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During Barack Obama’s presidency, though, courts increasingly relied on Chevron to uphold a slew of new, progressive regulations. Predictably, the conservative legal movement and its industry backers abhorred this development. So right-leaning judges pulled an about-face, effectively declaring war on Chevron. In this era, the doctrine helped keep in place new regulations—which the conservative legal movement abhorred. The Federalist Society, abetted by dark money groups linked to the Kochs, launched a crusade to turn Republican-appointed judges against Chevron. They rebranded the decision as an abdication of judicial duty that smothers the free market economy with illegitimate bureaucrat diktats. The gambit worked; even Justice Clarence Thomas, who once sang from the Chevron hymnal, turned against the precedent after he was befriended by its billionaire foes. It was no surprise, then, when the Supreme Court seized upon the herring cases as a vehicle to overturn Chevron—despite the fact that it had to exceed its own authority in the process, dropping the narrower question of statutory interpretation to take dead aim at precedent.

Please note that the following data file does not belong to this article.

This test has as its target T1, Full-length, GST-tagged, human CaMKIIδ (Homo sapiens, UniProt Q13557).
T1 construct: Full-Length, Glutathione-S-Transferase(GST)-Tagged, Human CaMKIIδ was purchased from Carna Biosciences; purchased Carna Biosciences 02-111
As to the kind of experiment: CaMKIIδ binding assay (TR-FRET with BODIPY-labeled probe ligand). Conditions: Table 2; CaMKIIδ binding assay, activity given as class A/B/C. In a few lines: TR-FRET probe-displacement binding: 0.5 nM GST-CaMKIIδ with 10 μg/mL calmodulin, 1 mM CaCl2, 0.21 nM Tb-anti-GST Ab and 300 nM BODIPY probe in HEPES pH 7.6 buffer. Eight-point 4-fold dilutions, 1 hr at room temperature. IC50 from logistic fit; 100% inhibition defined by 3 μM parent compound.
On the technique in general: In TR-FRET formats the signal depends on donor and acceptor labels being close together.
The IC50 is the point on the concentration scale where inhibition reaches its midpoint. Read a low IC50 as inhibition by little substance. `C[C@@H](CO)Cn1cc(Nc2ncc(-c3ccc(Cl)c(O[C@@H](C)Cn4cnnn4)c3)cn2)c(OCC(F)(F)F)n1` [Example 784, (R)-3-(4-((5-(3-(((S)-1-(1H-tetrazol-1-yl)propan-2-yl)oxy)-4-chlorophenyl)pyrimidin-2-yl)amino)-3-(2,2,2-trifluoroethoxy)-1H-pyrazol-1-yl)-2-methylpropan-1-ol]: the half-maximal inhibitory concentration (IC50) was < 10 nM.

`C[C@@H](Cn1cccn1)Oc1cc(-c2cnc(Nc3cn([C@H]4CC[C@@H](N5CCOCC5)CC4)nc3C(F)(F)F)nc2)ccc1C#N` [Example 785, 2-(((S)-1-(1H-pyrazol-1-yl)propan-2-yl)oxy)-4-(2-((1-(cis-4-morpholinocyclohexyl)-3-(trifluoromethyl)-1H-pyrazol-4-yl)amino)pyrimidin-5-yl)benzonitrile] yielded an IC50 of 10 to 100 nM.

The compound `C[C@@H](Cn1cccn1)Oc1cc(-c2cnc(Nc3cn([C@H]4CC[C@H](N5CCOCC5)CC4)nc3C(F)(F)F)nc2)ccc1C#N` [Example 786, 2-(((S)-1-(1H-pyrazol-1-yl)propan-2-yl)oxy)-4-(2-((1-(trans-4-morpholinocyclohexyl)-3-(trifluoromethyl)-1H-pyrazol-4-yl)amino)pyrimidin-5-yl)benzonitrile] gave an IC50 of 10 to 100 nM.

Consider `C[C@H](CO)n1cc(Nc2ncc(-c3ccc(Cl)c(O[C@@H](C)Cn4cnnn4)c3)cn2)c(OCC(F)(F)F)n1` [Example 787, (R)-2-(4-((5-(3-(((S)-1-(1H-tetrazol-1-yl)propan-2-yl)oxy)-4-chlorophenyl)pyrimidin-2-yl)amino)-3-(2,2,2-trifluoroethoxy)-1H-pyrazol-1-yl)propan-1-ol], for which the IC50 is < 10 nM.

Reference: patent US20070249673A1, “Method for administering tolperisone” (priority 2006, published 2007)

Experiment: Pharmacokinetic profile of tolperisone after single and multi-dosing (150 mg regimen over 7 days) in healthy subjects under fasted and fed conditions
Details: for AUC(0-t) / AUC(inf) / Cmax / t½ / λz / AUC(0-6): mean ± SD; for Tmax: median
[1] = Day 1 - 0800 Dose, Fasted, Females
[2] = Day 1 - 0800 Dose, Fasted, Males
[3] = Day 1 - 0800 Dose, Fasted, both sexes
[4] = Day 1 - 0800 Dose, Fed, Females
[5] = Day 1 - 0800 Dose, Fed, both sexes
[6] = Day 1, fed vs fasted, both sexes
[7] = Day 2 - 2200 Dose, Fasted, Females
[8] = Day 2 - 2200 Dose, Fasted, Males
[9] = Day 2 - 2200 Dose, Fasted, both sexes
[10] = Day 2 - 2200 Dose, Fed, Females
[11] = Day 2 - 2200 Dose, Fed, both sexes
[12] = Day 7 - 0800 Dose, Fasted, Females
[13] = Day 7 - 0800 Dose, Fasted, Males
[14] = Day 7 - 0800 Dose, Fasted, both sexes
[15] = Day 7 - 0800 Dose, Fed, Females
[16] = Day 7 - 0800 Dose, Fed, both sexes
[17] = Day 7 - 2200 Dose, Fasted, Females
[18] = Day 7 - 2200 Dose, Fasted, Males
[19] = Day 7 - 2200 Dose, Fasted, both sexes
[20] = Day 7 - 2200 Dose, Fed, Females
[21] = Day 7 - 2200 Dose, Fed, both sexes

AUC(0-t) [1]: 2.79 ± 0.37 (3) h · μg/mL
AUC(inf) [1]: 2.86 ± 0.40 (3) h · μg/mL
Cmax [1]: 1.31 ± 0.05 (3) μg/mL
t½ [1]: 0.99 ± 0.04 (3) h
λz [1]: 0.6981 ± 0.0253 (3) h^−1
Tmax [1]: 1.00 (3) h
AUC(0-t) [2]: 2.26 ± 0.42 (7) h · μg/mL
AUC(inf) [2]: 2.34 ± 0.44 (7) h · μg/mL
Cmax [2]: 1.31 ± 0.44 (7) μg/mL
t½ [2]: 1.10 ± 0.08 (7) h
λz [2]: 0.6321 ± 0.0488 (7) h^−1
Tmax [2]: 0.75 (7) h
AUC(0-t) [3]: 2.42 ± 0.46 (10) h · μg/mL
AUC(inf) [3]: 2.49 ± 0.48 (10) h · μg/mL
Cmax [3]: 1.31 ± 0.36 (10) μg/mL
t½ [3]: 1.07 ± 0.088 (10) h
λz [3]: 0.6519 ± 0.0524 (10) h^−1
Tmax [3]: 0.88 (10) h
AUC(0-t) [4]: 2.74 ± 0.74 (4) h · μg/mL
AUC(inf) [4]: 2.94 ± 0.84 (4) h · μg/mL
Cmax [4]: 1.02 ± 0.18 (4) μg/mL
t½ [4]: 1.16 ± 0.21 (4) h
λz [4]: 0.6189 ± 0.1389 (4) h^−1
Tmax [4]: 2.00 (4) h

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The three liberal justices, led by Kagan, mounted an impressive defense of Chevron in the face of their colleagues’ open hostility. At its core, Kagan explained, the doctrine is about respecting democratic choices. Congress (whom the people elect) passes laws that grant the president (whom the people elect) broad discretion to make certain policy choices by assigning key decisions to executive agencies; federal judges (whom the people do not elect) must defer to these decisions so long as the accountable officials interpret the law reasonably. Some choices are highly technical and rely on the agency’s specialized expertise. Others are contentious, allowing the agency to take sides in a public debate.